Holding the Government Accountable
Public Comment

Public Comment: Protecting Civil Servants

OPM Proposed Rule Would Protect the Public by Strengthening a Merit-Based Civil Service

(Illustration: Renzo Velez / POGO)

The Honorable Kiran Ahuja
Director, U.S. Office of Personnel Management
1900 E. Street, NW
Washington, DC 20415

Via electronic submission: www.regulations.gov

Subject: Docket ID: OPM-2023-0013; RIN: 3206-AO56

Dear Director Ahuja: 

The Project On Government Oversight submits the following in response to the solicitation for public comments by the Office of Personnel Management regarding updates to regulations to reinforce civil service protections and merit system principles, published in the Federal Register on September 18, 2023.1 We appreciate this opportunity to weigh in on these important matters by responding to the proposed changes. POGO supports OPM’s proposed updates to protect the American public from a partisan politicized overhaul of the federal civil service.

Our country is at a precipice right now, as factions battle between two competing visions of government: freedom or authoritarianism. Nearly three years ago, loyalists to then-President Donald Trump attempted to subvert the results of a free and fair election, first through procedural and judicial mechanisms, and then by unleashing a violent mob to seize control of government by force, preventing a peaceful transfer of power. As tragic as that day and its aftermath were, we now face a greater danger: the dismantling of the civil service and a takeover of independent institutions of governance that risk creating a truly lawless federal government.

Our government and civil service belong to the American people, not the president. Powerful actors, who are threatened by their inability to assert control through legitimate means, would prefer to tear down our democratic mechanisms of government and keep this country divided, so long as they can rule over what remains. We must ensure the American people retain the full benefit of the rights, privileges, and freedoms that come with living in this country, lest we allow these freedoms to erode and see them stripped away. 

Merit-Based Civil Service

The growth and evolution of our modern merit-based civil service — a system centuries in the making — has never been inevitable. For 140 years, Congress has legislated to end the spoils system of the 19th century, passing the Pendleton Act to begin establishing a merit-based federal workforce, the Lloyd-La Follette Act to provide initial due process protections, the Hatch Act to better prevent partisan influence in the civil service, and the Civil Service Reform Act to further protect federal civil servants.2 These reforms have been slow and deliberate, and we recognize the need to go further to protect against corruption and ensure our civil service remains accountable to the people.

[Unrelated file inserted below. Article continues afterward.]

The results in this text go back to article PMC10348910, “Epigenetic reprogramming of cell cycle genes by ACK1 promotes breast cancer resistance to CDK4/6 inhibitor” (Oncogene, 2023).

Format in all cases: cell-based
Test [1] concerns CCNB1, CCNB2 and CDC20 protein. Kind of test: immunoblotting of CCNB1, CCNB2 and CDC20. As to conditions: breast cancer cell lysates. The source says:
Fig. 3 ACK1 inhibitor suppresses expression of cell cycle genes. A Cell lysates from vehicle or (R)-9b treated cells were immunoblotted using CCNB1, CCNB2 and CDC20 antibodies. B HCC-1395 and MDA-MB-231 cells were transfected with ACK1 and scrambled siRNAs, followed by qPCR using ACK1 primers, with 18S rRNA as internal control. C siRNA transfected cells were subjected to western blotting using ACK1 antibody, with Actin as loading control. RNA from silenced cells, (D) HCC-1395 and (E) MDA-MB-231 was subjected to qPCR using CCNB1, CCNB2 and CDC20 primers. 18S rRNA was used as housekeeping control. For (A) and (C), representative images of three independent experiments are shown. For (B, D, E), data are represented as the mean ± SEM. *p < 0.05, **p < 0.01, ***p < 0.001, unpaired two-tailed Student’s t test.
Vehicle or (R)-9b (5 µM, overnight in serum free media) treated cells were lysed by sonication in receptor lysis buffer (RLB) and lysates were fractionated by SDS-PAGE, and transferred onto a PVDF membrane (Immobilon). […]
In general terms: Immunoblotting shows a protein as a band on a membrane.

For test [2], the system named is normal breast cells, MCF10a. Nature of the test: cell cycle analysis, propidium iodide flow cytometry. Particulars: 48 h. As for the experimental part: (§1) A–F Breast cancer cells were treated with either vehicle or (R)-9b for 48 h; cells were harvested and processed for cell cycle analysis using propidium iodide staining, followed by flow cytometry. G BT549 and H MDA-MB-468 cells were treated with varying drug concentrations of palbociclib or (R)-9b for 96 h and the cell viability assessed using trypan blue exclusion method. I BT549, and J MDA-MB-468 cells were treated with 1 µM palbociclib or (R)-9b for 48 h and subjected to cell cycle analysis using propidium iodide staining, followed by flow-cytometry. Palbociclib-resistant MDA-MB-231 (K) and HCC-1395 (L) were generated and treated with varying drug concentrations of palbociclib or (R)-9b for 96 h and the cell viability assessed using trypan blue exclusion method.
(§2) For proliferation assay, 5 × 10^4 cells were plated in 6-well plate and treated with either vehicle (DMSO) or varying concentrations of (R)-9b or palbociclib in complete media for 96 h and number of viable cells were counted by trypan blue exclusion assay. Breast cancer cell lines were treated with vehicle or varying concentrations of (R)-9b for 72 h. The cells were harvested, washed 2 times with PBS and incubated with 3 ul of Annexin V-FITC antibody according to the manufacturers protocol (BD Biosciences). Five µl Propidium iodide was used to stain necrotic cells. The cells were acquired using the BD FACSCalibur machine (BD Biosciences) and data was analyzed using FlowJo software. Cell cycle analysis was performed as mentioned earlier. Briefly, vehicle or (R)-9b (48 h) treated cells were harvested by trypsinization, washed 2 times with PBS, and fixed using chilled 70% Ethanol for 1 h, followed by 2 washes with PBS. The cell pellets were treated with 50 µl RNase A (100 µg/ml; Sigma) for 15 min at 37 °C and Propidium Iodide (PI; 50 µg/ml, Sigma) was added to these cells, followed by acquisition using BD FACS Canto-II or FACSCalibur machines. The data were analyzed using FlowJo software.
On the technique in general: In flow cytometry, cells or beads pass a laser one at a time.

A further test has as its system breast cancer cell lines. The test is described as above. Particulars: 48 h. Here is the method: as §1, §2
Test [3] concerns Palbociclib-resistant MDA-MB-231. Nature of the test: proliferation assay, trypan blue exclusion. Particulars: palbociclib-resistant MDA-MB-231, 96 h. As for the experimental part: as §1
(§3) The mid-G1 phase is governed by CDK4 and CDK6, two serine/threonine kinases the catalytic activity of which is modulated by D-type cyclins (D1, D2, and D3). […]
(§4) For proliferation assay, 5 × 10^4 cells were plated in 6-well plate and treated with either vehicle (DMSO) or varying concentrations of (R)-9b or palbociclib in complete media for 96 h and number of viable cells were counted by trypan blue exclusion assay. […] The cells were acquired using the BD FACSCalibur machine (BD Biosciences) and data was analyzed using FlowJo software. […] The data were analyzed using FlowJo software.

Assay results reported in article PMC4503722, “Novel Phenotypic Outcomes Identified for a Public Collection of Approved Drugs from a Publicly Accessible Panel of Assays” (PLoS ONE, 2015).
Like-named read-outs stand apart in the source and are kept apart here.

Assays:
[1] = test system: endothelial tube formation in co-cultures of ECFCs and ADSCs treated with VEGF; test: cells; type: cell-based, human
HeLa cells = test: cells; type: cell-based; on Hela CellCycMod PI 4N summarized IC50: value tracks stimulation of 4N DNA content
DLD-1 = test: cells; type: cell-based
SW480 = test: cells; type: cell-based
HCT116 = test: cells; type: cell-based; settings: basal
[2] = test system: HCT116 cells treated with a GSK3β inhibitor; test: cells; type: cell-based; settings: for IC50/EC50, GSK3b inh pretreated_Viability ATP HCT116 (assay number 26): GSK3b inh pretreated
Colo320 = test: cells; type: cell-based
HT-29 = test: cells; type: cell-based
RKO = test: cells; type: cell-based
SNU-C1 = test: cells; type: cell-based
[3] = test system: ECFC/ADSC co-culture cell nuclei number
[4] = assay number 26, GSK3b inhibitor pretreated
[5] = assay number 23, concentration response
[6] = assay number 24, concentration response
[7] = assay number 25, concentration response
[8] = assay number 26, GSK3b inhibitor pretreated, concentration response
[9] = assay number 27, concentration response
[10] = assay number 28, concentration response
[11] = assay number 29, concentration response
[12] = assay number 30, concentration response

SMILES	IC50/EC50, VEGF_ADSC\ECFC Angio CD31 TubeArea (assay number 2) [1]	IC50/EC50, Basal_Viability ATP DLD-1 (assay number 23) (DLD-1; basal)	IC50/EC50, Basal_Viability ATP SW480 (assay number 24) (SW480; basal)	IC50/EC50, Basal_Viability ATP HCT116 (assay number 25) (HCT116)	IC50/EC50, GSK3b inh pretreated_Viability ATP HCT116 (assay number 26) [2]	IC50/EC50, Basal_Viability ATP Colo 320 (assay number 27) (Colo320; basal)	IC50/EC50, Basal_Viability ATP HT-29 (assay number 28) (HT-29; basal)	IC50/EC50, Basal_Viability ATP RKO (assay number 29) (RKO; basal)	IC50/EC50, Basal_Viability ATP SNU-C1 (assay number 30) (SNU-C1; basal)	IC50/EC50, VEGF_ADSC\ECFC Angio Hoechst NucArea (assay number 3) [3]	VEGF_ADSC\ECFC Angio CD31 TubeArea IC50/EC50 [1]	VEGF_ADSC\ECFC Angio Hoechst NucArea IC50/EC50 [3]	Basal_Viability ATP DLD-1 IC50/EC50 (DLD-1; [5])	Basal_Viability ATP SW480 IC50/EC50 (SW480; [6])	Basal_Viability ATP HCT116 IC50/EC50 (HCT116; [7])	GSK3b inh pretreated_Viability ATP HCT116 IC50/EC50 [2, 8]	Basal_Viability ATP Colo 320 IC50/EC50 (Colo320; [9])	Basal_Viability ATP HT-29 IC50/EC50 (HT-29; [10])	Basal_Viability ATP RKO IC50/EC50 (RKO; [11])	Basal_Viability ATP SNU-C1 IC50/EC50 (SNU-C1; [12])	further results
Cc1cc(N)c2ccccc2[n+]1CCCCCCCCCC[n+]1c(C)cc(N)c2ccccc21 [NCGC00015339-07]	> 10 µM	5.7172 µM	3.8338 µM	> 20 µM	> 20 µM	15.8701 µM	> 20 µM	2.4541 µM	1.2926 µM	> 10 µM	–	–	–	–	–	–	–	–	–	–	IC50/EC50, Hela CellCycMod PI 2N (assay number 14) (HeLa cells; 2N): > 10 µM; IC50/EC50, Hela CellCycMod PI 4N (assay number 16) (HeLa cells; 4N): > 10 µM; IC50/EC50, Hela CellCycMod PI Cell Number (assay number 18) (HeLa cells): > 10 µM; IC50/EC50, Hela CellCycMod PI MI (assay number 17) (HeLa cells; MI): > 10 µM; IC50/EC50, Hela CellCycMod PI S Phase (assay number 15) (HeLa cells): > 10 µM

However, we adamantly oppose stripping federal employees of due process protections, not only for the workers themselves but in recognition of the vital role they play in keeping our federal government accountable to the people, to speak out and expose waste, fraud, corruption, and wrongdoing, and to keep our communities safe.

Whistleblowers play a critical role in the oversight process, regardless of which political party controls the White House. During previous administrations, we learned about wrongdoing and illegality within our government thanks to individuals who refused to obey unlawful orders or blew the whistle, and thereafter had their careers ended or curtailed.3 No president wants to be embarrassed by public scandal, and presidents often take an adversarial approach to whistleblowers in their administrations, but policies initiated by the last administration would go far beyond precedent to punish any civil servant for any reason.4

Trump’s executive order to create “Schedule F” would allow the president or a political appointee to fire a career employee who refuses to violate the law, and to replace them with someone who would obey. It would greatly expand executive power to purge the civil service through mass firings and pack the government with staffers loyal to the president’s political agenda, without regard to the law or the well-being of the people. 

Schedule F could have impacted tens of thousands or even hundreds of thousands of employees across the country and potentially gutted federal agencies.5 It could have shattered the civil service and risked undoing centuries of progress, returning us to the spoils system of the 1800s.

The Founders knew the dangers of living under autocracy, and thus believed in merit principles: that government jobs should go to officials selected for their honesty, capability, and faithfulness to the law.6 Where they established systems that may sometimes be burdensome or inconvenient, they negotiated these processes to provide for necessary checks and balances.7

However, early presidents deviated from this framework, and under President Andrew Jackson, the spoils system came to full force. It was clear early on what a disastrous system this was, and where it could lead. As Senator Henry Clay wrote in 1832: